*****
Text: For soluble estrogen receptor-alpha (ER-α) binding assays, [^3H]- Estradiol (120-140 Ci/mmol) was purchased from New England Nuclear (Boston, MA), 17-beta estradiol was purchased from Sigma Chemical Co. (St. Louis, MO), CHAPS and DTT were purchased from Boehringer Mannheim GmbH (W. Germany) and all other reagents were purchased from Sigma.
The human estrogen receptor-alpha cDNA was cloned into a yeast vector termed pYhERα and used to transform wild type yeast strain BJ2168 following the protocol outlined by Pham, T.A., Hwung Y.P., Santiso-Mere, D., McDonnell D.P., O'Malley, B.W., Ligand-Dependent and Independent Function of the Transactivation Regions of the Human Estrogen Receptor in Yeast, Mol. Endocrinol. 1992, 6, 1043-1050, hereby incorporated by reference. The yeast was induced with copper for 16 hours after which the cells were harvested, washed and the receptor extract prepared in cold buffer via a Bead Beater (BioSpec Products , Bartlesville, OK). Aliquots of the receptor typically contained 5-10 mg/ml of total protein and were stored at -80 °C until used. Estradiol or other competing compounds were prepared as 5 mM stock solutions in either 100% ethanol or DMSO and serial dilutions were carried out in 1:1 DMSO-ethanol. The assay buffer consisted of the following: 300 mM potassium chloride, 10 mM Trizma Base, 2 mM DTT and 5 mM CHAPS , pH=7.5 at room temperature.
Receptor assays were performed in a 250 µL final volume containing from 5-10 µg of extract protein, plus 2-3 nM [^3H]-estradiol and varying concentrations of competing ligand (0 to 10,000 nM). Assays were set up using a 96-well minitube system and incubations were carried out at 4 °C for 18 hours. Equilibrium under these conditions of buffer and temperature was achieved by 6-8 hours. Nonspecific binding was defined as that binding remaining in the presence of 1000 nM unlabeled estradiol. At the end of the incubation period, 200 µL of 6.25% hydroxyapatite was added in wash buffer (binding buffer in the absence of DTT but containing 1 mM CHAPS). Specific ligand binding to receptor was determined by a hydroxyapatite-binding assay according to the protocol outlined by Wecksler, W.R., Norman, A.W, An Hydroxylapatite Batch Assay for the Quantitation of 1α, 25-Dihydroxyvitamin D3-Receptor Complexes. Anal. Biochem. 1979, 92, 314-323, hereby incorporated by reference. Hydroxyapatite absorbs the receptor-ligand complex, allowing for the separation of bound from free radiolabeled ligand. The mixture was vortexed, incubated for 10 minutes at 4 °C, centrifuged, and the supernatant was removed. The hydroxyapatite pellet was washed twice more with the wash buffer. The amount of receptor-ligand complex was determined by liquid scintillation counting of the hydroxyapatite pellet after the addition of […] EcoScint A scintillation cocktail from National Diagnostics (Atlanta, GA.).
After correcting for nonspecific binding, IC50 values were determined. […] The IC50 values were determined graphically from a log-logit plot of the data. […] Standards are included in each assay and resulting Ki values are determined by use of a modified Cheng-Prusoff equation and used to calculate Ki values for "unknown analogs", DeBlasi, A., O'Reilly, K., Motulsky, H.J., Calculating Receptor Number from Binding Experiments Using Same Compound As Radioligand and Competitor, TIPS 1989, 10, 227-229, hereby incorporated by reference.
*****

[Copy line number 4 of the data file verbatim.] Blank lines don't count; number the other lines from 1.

After correcting for nonspecific binding, IC50 values were determined. […] The IC50 values were determined graphically from a log-logit plot of the data. […] Standards are included in each assay and resulting Ki values are determined by use of a modified Cheng-Prusoff equation and used to calculate Ki values for "unknown analogs", DeBlasi, A., O'Reilly, K., Motulsky, H.J., Calculating Receptor Number from Binding Experiments Using Same Compound As Radioligand and Competitor, TIPS 1989, 10, 227-229, hereby incorporated by reference.